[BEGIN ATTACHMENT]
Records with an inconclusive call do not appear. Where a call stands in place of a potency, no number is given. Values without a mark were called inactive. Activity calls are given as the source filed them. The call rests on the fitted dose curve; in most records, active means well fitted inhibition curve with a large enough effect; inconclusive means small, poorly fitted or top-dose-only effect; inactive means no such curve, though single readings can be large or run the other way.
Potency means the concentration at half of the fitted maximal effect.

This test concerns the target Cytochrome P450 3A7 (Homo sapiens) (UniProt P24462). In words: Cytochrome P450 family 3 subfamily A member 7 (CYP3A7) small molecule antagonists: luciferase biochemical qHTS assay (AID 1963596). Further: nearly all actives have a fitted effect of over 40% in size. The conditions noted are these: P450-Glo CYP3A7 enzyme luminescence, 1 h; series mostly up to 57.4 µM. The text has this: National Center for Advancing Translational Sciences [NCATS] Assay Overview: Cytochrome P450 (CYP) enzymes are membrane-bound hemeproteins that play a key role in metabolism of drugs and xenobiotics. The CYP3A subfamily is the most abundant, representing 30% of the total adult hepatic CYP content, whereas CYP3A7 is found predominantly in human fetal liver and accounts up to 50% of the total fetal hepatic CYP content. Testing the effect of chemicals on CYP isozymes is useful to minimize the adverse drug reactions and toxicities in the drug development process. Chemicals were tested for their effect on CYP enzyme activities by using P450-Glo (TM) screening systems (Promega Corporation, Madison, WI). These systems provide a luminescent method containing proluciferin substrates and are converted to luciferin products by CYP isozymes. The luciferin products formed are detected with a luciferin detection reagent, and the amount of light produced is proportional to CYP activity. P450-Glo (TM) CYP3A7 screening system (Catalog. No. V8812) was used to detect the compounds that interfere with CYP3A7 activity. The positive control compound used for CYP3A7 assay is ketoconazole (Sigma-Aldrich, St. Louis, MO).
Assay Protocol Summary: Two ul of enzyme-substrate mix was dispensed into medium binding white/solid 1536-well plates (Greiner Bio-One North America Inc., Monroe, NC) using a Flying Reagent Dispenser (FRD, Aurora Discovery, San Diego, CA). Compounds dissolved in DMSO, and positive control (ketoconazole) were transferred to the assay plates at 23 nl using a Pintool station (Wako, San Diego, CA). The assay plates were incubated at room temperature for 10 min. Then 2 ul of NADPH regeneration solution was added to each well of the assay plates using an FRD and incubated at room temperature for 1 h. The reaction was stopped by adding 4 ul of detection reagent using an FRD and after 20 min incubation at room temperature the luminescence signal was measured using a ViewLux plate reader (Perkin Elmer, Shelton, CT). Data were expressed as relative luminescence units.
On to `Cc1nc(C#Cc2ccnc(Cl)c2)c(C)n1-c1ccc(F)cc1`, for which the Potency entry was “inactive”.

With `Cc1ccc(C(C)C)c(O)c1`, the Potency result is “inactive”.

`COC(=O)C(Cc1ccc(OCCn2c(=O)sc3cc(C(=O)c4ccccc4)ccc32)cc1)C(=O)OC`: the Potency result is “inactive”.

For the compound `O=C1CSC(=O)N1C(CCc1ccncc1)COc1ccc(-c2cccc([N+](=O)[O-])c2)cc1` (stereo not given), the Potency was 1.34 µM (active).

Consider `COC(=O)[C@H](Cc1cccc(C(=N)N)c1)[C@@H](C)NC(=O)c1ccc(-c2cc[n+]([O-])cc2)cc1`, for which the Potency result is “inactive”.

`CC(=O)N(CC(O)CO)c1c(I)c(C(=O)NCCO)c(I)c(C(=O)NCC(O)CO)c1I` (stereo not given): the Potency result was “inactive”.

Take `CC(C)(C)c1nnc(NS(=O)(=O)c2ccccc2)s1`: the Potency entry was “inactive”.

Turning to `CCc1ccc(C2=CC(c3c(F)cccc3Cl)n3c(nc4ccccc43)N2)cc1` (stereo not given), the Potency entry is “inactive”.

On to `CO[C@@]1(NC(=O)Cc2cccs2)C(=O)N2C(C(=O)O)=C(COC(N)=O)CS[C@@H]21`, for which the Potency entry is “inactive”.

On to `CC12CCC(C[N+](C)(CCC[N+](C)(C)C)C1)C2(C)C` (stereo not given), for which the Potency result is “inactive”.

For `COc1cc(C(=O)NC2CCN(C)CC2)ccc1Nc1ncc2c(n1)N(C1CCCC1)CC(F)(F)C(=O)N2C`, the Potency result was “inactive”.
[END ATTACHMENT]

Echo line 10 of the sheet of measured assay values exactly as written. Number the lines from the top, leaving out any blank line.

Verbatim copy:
`CC(=O)N(CC(O)CO)c1c(I)c(C(=O)NCCO)c(I)c(C(=O)NCC(O)CO)c1I` (stereo not given): the Potency result was “inactive”.